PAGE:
In OFDM the spectra of the subcarriers overlap, and their spacing is chosen so that each subcarrier is orthogonal to all other subcarriers. The common method of obtaining orthogonality of subcarriers is to choose their frequency spacing equal to the inverse of the subcarrier symbol duration. Baseband processing of the OFDM signal is then conveniently effected using the discrete Fourier transform, implemented as an inverse fast Fourier transform (IFFT) and a fast Fourier transform (FFT) that modulate and demodulate parallel data blocks, respectively. The set of subcarriers generated during one transform defines an OFDM symbol. The subcarriers are conveyed by serial transmission over the channel of the time samples generated by the IFFT. The duration of the OFDM symbol, which is the same as that of the subcarrier symbol, is thus equal to the time window of the transform.
 To illustrate one such system, U.S. Pat. No. 5,838,734 is hereby incorporated by reference. Such patent discloses an FFT with outputs for the I and Q values of each of the carriers which were originally encoded at the transmitter. These pass to a converter which derives the magnitude Z for each vector from the quadrature amplitude modulation (QAM) phase diagram which they represent. These I and Q values also pass to a converter which derives an angle for each vector in the QAM phase diagram and supplies this to a phase error analyzer as well as to a phase error compensator. The phase error analyzer removes phase noise due to the local oscillator, and the phase angles are then corrected in the phase error compensator to provide a corrected output.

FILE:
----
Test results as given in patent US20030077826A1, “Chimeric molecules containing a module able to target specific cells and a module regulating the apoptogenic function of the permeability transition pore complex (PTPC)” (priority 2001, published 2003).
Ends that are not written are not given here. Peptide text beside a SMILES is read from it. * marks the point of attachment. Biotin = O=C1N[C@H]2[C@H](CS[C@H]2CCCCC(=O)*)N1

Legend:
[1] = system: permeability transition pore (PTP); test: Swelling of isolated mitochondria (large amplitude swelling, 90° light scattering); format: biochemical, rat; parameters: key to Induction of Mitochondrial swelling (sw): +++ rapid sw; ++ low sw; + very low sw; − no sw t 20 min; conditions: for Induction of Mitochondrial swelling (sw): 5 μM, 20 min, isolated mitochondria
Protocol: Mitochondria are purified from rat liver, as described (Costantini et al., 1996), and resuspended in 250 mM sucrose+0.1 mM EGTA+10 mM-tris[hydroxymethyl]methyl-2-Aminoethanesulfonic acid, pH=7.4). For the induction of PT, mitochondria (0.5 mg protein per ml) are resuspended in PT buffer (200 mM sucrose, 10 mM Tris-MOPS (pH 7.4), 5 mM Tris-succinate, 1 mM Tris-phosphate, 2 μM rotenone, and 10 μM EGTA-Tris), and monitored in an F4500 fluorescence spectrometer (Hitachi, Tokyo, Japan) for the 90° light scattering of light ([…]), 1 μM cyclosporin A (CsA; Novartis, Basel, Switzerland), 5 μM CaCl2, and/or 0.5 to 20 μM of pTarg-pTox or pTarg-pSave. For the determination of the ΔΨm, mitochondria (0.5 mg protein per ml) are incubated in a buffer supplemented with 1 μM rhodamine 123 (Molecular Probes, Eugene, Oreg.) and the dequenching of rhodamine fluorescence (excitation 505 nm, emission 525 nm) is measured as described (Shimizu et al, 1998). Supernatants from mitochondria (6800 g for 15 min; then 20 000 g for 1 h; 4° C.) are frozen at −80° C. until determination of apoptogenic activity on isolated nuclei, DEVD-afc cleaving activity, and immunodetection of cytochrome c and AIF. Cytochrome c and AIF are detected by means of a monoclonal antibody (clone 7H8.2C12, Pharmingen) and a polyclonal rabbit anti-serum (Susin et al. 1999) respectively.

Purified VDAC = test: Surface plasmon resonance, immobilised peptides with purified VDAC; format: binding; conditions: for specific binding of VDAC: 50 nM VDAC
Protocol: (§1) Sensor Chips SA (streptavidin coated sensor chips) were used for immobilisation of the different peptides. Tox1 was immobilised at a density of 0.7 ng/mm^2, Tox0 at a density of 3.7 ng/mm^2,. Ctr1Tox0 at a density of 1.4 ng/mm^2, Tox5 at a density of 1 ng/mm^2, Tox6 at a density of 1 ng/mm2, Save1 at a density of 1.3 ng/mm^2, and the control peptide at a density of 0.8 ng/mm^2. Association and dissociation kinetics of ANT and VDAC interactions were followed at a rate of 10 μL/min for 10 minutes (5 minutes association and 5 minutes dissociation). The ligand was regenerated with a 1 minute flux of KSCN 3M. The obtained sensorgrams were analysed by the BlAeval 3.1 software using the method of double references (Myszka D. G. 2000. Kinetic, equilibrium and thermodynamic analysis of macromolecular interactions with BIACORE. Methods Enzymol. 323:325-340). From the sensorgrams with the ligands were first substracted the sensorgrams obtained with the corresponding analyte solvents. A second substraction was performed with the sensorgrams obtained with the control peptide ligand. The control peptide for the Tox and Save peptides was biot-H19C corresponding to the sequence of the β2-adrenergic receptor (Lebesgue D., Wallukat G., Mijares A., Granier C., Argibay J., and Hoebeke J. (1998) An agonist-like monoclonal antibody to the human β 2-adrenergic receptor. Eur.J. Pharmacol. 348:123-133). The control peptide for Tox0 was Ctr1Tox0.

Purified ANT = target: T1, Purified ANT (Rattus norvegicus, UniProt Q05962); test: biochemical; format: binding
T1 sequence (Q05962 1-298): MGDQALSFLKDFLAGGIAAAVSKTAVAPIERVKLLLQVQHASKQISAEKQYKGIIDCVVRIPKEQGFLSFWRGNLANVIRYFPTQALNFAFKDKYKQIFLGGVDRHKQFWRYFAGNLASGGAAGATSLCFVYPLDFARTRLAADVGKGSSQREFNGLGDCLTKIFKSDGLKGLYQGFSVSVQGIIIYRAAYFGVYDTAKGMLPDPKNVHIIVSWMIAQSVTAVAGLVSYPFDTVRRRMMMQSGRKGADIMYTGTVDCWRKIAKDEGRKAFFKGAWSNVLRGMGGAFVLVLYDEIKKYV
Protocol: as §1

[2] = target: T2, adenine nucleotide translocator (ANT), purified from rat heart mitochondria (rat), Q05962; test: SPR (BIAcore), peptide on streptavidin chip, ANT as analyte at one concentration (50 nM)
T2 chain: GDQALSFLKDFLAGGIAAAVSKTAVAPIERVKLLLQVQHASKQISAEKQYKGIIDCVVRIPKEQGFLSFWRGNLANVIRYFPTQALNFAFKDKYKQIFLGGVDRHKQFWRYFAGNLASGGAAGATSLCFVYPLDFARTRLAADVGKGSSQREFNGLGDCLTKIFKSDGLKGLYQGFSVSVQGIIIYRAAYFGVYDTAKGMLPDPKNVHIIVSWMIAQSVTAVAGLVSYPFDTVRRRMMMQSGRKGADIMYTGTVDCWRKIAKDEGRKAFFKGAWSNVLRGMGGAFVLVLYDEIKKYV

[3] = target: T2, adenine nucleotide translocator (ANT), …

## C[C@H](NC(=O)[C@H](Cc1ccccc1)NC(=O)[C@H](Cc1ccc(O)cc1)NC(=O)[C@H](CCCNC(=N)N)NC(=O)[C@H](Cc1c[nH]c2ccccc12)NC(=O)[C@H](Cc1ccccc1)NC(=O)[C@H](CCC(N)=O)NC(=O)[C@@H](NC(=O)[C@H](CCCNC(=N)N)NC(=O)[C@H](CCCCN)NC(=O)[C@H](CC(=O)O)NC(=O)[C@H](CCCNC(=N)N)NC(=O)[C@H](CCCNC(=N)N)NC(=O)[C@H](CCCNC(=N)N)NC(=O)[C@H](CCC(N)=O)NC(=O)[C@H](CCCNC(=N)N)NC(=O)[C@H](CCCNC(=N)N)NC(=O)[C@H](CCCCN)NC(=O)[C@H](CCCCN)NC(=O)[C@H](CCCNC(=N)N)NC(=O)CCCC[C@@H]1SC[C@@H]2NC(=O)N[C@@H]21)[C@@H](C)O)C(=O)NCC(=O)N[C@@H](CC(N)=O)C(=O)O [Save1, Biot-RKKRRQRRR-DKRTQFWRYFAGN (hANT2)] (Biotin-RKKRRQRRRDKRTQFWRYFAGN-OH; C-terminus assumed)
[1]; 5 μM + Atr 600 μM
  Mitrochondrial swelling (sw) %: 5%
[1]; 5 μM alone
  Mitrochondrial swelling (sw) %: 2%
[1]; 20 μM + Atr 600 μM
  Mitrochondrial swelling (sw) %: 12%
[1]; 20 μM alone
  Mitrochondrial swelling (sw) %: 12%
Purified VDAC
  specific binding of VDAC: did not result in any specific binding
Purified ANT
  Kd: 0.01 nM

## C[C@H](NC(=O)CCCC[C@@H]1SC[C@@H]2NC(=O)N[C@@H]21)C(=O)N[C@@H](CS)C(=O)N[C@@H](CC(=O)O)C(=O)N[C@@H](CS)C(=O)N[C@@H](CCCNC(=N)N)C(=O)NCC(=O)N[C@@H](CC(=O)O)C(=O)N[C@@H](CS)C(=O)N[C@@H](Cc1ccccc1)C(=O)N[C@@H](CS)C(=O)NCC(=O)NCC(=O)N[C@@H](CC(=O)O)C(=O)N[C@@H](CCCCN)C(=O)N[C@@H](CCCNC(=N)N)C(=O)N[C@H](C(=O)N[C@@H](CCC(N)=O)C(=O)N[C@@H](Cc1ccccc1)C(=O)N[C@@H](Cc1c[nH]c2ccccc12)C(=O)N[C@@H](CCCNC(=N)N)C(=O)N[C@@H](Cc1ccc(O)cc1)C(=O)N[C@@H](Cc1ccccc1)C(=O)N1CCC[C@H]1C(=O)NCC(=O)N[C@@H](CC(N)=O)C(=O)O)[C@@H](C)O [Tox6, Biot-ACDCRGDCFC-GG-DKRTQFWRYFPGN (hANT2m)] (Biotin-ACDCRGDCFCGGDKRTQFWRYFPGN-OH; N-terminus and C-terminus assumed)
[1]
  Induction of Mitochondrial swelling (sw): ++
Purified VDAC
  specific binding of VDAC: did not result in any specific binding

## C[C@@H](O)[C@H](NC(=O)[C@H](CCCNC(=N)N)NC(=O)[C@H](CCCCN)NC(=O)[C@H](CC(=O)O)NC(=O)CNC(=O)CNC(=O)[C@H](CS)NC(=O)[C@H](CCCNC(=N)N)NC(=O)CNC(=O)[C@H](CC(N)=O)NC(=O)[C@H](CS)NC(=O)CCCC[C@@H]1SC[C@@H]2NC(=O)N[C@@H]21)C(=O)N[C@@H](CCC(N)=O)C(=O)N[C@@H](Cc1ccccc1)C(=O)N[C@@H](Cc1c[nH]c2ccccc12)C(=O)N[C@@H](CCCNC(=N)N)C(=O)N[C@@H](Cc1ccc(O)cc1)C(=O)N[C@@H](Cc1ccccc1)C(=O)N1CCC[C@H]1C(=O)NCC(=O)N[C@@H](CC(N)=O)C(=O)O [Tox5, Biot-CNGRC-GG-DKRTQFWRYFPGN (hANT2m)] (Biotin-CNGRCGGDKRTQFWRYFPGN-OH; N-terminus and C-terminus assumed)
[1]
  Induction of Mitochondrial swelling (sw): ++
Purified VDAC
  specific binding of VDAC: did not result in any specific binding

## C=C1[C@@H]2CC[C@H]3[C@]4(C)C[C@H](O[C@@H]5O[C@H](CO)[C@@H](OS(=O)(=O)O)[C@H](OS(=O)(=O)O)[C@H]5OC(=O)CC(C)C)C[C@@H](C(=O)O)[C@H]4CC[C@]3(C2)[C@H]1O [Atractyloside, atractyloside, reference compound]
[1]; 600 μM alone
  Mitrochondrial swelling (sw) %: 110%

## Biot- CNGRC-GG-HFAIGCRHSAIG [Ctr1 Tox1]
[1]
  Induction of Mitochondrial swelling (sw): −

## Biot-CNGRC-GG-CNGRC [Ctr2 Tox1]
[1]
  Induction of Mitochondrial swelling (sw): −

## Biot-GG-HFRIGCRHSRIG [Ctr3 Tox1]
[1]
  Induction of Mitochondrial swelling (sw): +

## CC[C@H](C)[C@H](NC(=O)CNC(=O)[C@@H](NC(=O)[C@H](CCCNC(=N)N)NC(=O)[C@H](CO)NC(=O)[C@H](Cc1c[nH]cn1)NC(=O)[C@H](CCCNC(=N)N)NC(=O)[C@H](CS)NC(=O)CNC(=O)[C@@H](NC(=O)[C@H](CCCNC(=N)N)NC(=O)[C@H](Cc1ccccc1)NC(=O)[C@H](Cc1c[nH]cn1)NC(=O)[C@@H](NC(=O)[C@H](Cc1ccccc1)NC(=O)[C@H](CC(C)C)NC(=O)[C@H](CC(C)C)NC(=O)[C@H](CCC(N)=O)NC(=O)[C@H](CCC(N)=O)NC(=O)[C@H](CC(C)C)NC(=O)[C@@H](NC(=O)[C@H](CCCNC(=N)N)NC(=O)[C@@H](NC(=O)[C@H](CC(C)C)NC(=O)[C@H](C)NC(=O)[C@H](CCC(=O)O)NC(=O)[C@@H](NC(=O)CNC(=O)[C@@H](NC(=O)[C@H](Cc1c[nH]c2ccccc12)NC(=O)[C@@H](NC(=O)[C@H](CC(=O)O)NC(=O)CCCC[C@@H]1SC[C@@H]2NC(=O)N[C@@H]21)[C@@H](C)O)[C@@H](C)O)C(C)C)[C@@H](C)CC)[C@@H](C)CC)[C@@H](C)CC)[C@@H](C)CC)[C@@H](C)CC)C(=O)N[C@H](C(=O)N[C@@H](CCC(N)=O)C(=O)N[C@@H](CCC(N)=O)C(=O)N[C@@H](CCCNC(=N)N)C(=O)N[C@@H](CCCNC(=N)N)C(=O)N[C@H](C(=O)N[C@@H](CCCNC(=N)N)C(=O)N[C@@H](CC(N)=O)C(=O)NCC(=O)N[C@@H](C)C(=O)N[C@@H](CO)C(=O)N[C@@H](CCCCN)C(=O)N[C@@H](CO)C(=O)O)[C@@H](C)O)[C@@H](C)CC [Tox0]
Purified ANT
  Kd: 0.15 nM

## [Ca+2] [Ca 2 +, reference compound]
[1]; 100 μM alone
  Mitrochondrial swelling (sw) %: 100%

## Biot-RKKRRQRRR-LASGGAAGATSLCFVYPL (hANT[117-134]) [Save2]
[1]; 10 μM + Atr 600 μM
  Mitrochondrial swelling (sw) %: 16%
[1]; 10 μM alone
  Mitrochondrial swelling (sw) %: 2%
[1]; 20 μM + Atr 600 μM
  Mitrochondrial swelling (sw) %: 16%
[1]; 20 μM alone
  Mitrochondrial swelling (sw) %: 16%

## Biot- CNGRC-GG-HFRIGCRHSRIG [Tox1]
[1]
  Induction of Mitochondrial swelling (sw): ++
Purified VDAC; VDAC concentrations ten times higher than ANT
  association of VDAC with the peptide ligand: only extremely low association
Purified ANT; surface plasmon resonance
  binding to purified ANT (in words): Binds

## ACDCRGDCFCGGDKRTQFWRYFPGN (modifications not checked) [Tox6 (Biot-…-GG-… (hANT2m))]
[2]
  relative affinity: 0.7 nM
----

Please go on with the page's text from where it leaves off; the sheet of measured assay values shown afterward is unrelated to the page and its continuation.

More specifically, FIG. 4 shows an antenna (denoted 5 GHz WLAN) connected to a receive/transmit switch 401. On the receive side, switch 401 is connected to an LNA 402. The output of the LNA 402 is connected to a multiplier 403. The output of the multiplier 403 is connected to a filter 405. The output of filter 405 is connected to analog-to-digital converter ADC 406, which connects to Complex (IQ) Demodulation & Timing Synchronization. Circuit 407. The output of the Complex (IQ) Demodulation & Timing Synchronization. Circuit 407 is connected to the Guard Interval Removal Circuit 408, which is connected to the FFT 409. The output of the FFT 409 is the Frequency Domain Equalization & Channel Est. Circuit 410, whose output is connected to the De-Mapping & De-Interleaving Circuit 411. The output of the De-Mapping & De-Interleaving circuit is connected to Viterbi Decode Circuit 412, whose output in turn is connected to FIFO 413. FIFO 413 is connected to the MAC Protocol Stack Processor 414.
 The output of the Protocol Stack Processor 414 is connected back to the FIFO 413, whose output is connected to Convolution Encoder 415. The output of Convolution Encoder 415 is connected to Symbol Interleaving & I/Q Mapping 416. The output of 416 is joined to Pilot Insertion 417 and the output of 417 connects to IFFT 418. IFFT 418 connects to the Guard Interval Insertion & Windowing Circuit 419, which connects to the Complex (IQ) Modulation Circuit 420.